The Vatican Exposition at the Venice Biennale
Since we were not informed, the lack of reaction to that extravagant and unorthodox exhibition at the 2013 Venice Biennale – from June to November – was understandable. Since it is better to deal with it late than never, let me repair this information void by giving my readers a succinct report on what happened.
Above, a sample titled 'Form'; below, a tarot card titled 'the Devil' by Aleister Crowley at the 2013 Biennale
Modern artists are invited to bring their works and display them in stands to the public. A jury selects the most relevant from all those works and awards them prizes. This produces an artificial fame for the artists and inflates an artificial market for this ugly and anti-natural art, which otherwise would die, rejected by the good sense of the public.
For the first time in history, in 2013, the Vatican accepted the invitation to join the Venice Biennale.
The few articles I found in English praised the Vatican for engaging with the modern art world. This it certainly did. It opened a stand with an exhibition based on the Genesis theme, which had nothing to do with the Catholic traditional teaching on Creation.
The initiative of this exhibition was the brainchild of Cardinal Gianfranco Ravasi, head of the Ponfifical Council for Culture, who quotes Hegel as easily as Amy Winehouse. Ravasi’s explicit aim was to “repair the broken marriage between art and faith” and show that the Church is open to modern culture, art and music.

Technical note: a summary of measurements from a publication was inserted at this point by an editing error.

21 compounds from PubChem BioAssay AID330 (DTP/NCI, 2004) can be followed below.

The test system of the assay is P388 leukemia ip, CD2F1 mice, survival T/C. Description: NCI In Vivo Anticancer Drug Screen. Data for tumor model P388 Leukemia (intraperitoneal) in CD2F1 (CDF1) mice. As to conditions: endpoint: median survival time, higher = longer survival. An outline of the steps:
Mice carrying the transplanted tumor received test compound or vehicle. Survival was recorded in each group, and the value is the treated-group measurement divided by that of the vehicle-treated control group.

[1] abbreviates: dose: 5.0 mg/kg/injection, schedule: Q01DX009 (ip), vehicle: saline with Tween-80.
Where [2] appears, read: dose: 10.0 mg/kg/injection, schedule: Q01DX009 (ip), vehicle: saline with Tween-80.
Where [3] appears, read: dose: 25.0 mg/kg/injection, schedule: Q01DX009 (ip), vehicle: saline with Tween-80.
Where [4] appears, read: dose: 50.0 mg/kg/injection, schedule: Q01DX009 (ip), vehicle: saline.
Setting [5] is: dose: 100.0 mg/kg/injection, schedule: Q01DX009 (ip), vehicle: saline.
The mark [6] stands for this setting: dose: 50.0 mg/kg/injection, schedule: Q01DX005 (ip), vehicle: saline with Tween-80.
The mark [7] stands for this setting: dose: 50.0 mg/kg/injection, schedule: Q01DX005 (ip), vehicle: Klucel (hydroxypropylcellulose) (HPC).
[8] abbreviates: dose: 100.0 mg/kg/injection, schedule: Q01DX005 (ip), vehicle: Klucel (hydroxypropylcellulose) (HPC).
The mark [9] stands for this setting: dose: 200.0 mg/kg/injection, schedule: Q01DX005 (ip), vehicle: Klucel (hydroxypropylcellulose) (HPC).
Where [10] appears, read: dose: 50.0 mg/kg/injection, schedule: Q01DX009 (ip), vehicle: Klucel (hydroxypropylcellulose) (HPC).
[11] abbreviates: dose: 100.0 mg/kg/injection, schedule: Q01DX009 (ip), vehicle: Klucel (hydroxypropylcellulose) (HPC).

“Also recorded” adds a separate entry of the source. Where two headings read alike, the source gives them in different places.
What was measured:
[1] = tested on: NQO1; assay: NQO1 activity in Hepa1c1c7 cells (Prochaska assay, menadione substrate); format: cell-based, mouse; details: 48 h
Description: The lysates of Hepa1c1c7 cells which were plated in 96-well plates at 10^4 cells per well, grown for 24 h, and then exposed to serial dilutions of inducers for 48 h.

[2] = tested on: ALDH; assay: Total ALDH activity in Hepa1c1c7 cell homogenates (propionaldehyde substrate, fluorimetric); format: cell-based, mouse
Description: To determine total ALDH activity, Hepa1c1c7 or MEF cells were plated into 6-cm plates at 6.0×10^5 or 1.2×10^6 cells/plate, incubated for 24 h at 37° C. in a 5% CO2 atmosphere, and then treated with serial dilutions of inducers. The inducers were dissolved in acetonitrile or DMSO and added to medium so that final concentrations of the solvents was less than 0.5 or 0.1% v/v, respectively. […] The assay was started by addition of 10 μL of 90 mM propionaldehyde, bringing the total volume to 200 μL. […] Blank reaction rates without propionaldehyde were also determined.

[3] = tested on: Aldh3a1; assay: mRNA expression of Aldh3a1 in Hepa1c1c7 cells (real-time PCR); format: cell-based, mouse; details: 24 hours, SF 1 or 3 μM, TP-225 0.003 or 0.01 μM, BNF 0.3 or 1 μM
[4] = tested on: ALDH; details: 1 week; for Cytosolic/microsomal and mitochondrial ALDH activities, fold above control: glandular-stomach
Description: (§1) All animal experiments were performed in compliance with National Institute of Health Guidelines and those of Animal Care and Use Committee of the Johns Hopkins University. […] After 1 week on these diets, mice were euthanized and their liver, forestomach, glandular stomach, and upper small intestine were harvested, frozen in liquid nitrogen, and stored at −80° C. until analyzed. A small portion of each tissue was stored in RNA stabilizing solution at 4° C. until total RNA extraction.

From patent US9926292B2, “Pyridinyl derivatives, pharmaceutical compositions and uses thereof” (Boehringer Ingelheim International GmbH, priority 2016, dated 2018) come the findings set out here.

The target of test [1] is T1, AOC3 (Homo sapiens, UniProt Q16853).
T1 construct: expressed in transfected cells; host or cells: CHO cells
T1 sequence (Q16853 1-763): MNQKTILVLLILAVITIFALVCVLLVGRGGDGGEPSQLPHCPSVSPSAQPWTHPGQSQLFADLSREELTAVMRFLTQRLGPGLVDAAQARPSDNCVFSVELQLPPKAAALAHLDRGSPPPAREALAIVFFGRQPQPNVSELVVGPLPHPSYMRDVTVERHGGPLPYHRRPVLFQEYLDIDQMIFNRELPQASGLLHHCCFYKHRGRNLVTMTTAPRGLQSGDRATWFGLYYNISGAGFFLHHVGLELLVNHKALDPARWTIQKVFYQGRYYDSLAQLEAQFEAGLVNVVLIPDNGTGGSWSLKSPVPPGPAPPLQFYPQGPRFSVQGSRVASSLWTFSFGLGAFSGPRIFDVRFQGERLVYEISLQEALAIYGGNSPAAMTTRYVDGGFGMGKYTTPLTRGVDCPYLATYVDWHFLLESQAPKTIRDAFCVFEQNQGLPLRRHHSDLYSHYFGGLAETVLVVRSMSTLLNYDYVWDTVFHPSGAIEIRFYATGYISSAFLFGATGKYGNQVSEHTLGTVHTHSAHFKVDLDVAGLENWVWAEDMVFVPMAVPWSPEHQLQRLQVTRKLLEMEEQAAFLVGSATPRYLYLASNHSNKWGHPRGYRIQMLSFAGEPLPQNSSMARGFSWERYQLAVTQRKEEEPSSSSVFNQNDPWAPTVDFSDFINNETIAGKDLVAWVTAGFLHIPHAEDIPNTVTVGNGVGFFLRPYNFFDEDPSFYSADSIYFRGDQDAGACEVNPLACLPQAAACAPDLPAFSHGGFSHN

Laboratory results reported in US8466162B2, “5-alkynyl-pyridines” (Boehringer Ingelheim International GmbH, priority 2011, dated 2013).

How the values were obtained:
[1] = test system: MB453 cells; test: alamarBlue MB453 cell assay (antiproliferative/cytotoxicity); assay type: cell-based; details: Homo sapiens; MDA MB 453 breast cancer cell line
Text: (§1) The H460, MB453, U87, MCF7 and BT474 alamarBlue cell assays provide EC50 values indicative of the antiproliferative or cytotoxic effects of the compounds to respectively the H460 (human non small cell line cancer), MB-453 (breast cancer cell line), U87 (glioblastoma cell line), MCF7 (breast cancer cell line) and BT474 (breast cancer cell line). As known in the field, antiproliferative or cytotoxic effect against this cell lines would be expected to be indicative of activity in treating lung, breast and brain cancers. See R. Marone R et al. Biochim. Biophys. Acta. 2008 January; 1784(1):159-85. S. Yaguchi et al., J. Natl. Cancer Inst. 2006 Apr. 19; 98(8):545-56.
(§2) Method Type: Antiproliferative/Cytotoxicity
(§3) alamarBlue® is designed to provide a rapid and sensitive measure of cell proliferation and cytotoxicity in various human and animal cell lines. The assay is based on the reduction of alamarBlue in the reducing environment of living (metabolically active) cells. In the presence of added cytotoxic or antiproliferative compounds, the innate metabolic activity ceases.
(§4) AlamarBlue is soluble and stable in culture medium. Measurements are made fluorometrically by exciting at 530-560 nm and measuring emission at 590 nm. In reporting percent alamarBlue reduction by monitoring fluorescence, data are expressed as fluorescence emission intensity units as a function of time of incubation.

He explains the Vatican exhibition as one such effort: "This for us is a germ, a seed to return to the hope that there can be even more commissions between churchmen, ecclesial figures and artists - quality contemporary artists." (“Vatican Re-Enters Art World,” AP)
Curator of the Vatican pavilion, Micol Forti, who is also the curator of contemporary art in the Vatican museums, agrees. "It's very important for the Holy See to be here. It's a different situation where you can create a space for a dialogue with different ideas, different ideological thinking, different religions," she said. (Ibid.)
Compliantly accepting Modern Art
It was only after the first Biennale in Venice in 1895, that the Modern Art movement caught on and acquired prestige and international fame. From its start, the Venice Biennale provided a visible venue for avant-garde movements and what the Church then wisely condemned as “blasphemous” art.
JPII struck by a meteor at the 2001 Biennale
Although after Vatican II the Church has been making peace with modern art, Vatican officials still complained about the 1990 Biennale when the American exhibition showed Pope Piece, an image of John Paul II together with an image of a penis. This was meant as a critique of the Church’s opposition to condoms as a way to fight AIDS. Vatican officials also expressed outrage at the 2001 Italian pavilion that featured La Nona Ora, or The Ninth Hour - a life-size figure of John Paul being crushed by a black meteorite.